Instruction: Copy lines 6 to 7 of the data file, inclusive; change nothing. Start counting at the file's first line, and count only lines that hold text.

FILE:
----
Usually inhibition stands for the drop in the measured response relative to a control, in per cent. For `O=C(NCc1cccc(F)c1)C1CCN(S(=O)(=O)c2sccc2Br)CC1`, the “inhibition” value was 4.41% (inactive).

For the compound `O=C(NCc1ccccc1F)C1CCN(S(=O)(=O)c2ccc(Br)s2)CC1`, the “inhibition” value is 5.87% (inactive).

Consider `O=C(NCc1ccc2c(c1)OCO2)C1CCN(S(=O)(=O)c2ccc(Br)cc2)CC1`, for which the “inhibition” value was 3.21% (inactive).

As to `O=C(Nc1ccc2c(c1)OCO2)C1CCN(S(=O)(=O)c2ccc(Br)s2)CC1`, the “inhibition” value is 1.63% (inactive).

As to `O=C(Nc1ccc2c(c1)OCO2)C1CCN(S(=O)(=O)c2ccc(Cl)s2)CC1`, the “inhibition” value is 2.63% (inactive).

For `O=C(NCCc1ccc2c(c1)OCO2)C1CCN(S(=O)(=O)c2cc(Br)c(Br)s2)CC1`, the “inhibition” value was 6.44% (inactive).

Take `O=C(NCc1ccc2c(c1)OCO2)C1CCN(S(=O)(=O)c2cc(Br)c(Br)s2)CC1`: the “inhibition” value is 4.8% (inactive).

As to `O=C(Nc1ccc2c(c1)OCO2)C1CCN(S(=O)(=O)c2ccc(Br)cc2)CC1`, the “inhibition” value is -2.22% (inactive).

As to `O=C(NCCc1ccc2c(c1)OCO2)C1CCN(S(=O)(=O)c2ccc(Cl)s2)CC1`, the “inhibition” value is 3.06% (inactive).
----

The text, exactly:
For `O=C(NCCc1ccc2c(c1)OCO2)C1CCN(S(=O)(=O)c2cc(Br)c(Br)s2)CC1`, the “inhibition” value was 6.44% (inactive).

Take `O=C(NCc1ccc2c(c1)OCO2)C1CCN(S(=O)(=O)c2cc(Br)c(Br)s2)CC1`: the “inhibition” value is 4.8% (inactive).